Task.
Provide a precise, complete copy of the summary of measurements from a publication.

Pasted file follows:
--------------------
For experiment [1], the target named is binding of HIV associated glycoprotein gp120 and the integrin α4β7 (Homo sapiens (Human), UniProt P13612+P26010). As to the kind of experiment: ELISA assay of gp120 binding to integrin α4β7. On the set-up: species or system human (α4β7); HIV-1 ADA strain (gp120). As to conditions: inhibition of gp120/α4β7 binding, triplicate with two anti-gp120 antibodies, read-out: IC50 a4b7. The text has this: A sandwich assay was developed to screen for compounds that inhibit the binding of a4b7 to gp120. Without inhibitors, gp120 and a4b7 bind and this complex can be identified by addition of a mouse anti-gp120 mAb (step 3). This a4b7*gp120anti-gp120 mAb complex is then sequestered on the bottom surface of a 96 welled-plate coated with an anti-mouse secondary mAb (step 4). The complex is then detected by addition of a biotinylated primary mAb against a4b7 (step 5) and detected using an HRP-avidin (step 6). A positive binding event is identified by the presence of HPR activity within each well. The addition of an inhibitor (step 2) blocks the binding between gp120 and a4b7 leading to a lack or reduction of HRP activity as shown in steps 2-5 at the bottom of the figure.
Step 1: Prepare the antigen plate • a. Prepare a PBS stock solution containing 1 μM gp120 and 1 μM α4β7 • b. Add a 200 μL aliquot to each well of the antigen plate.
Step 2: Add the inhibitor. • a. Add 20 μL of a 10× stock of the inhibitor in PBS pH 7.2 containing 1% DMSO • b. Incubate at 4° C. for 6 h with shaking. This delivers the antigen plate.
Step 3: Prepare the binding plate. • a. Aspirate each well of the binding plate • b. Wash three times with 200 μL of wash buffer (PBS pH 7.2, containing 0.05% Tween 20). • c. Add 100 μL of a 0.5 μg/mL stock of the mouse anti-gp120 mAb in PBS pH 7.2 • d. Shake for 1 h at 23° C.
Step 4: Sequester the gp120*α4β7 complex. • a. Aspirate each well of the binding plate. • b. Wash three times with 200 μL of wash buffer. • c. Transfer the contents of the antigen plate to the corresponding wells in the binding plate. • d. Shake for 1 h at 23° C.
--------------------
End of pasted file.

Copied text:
For experiment [1], the target named is binding of HIV associated glycoprotein gp120 and the integrin α4β7 (Homo sapiens (Human), UniProt P13612+P26010). As to the kind of experiment: ELISA assay of gp120 binding to integrin α4β7. On the set-up: species or system human (α4β7); HIV-1 ADA strain (gp120). As to conditions: inhibition of gp120/α4β7 binding, triplicate with two anti-gp120 antibodies, read-out: IC50 a4b7. The text has this: A sandwich assay was developed to screen for compounds that inhibit the binding of a4b7 to gp120. Without inhibitors, gp120 and a4b7 bind and this complex can be identified by addition of a mouse anti-gp120 mAb (step 3). This a4b7*gp120anti-gp120 mAb complex is then sequestered on the bottom surface of a 96 welled-plate coated with an anti-mouse secondary mAb (step 4). The complex is then detected by addition of a biotinylated primary mAb against a4b7 (step 5) and detected using an HRP-avidin (step 6). A positive binding event is identified by the presence of HPR activity within each well. The addition of an inhibitor (step 2) blocks the binding between gp120 and a4b7 leading to a lack or reduction of HRP activity as shown in steps 2-5 at the bottom of the figure.
Step 1: Prepare the antigen plate • a. Prepare a PBS stock solution containing 1 μM gp120 and 1 μM α4β7 • b. Add a 200 μL aliquot to each well of the antigen plate.
Step 2: Add the inhibitor. • a. Add 20 μL of a 10× stock of the inhibitor in PBS pH 7.2 containing 1% DMSO • b. Incubate at 4° C. for 6 h with shaking. This delivers the antigen plate.
Step 3: Prepare the binding plate. • a. Aspirate each well of the binding plate • b. Wash three times with 200 μL of wash buffer (PBS pH 7.2, containing 0.05% Tween 20). • c. Add 100 μL of a 0.5 μg/mL stock of the mouse anti-gp120 mAb in PBS pH 7.2 • d. Shake for 1 h at 23° C.
Step 4: Sequester the gp120*α4β7 complex. • a. Aspirate each well of the binding plate. • b. Wash three times with 200 μL of wash buffer. • c. Transfer the contents of the antigen plate to the corresponding wells in the binding plate. • d. Shake for 1 h at 23° C.